The Tradeoffs of Large-scale Learning
This lecture was prepared for the NIPS 2007 tutorial. Variants of this lecture were given at IPAM Google, Microsoft Research, the International Conference of Nonconvex Programming (NCP'07), the Conference Francophone sur l'Apprentissage Automatique (CAP'08), the NIPS workshop Optimization for Machine Learning (OPT'08) Symposium on Learning and Data Sciences (SLDS'09), and the International Symposium of Mathematical Programming (ISMP'09)
Pervasive and networked computers have reduced the cost of collecting and distributing large-scale datasets. Since usual machine learning algorithms demand computing times that grow faster than the volume of the data, computing time is now the bottleneck in real life applications.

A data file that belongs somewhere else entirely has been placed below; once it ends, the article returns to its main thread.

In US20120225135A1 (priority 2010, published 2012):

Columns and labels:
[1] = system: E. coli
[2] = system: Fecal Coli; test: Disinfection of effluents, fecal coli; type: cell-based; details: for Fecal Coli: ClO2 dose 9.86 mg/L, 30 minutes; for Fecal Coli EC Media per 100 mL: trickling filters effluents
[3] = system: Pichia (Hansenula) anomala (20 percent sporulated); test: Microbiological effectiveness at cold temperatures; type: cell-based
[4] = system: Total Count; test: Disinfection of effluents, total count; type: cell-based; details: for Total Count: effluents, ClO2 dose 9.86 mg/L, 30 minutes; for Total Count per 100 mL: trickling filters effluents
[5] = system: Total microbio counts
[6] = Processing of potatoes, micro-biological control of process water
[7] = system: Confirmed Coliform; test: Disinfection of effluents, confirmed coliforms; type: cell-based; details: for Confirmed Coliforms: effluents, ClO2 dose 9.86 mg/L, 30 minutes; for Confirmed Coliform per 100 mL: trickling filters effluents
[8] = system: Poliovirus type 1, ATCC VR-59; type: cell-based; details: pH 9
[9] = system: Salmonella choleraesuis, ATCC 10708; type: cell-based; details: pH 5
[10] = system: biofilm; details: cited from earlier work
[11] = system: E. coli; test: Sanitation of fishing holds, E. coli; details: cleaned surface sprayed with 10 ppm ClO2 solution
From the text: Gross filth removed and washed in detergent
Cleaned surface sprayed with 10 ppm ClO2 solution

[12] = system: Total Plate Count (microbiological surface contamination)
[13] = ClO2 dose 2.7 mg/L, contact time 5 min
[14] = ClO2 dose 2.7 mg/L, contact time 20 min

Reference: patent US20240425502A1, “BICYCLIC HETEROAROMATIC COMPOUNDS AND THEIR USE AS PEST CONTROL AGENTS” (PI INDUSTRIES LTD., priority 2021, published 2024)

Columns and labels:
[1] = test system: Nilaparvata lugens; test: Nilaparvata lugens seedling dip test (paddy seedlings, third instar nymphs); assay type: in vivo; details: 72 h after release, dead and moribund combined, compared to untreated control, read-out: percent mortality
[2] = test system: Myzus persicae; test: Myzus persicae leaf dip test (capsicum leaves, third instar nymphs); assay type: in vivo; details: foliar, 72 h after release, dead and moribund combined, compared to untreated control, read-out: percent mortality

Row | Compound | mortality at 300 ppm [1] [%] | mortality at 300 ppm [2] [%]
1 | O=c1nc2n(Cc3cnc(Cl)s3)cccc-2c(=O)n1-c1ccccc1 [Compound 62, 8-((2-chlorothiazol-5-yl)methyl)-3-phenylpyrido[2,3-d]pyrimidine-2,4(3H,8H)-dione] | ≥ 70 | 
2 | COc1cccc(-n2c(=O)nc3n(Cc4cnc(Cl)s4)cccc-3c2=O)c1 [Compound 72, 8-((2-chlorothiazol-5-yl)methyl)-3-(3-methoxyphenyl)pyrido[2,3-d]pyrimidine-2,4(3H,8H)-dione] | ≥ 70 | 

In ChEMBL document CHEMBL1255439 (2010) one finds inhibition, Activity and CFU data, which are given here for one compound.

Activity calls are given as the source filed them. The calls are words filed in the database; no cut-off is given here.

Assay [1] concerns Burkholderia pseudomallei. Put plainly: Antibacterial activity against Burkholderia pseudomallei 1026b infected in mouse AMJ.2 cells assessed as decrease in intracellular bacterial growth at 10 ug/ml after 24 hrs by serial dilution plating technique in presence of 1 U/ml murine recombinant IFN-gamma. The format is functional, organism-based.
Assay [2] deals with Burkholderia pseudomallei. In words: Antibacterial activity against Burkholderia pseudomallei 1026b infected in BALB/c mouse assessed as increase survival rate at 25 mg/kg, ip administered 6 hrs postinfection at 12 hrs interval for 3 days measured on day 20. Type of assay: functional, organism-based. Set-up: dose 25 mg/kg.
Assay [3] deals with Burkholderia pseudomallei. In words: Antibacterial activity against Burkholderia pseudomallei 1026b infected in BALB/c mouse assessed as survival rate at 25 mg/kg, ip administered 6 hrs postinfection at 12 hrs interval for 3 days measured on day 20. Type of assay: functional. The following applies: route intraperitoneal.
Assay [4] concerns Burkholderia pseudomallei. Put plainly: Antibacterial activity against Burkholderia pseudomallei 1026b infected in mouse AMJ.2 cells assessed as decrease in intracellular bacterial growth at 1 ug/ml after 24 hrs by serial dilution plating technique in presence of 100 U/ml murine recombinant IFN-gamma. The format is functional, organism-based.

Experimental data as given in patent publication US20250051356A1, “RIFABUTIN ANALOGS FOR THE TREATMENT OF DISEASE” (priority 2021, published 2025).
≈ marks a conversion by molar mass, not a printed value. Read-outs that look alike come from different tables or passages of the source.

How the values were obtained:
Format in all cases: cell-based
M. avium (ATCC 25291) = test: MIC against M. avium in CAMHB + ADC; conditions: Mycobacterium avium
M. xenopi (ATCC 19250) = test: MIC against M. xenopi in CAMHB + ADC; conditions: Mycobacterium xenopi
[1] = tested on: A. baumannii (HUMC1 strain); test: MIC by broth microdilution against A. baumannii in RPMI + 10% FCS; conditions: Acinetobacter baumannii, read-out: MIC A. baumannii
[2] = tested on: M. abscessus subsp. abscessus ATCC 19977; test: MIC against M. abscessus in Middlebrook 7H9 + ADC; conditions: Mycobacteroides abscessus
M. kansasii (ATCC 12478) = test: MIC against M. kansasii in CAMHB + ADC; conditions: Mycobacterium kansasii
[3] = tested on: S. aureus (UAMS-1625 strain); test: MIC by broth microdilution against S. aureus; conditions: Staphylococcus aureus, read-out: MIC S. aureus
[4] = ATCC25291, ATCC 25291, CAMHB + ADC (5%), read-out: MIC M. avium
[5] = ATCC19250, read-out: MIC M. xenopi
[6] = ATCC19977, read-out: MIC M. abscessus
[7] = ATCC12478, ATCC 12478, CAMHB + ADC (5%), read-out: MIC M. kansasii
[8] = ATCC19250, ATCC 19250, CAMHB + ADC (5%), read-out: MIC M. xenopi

The first part of this presentation clarifies the relation between the statistical efficiency, the design of learning algorithms and their computational cost. The analysis shows distinct tradeoffs for the case of small-scale and large-scale learning problems. Small-scale learning problems are subject to the usual approximation–estimation tradeoff. Large-scale learning problems are subject to a qualitatively different tradeoff involving the computational complexity of the underlying optimization algorithms in non-trivial ways. For instance, a mediocre optimization algorithms, stochastic gradient descent, is shown to perform very well on large-scale learning problems. The second part makes a detailled exploration of stochastic gradient descent learning algorithms. Simple and complex experiments are discussed. The source code and datasets are available online. The third part discusses algorithms that learn with a single pass over the data.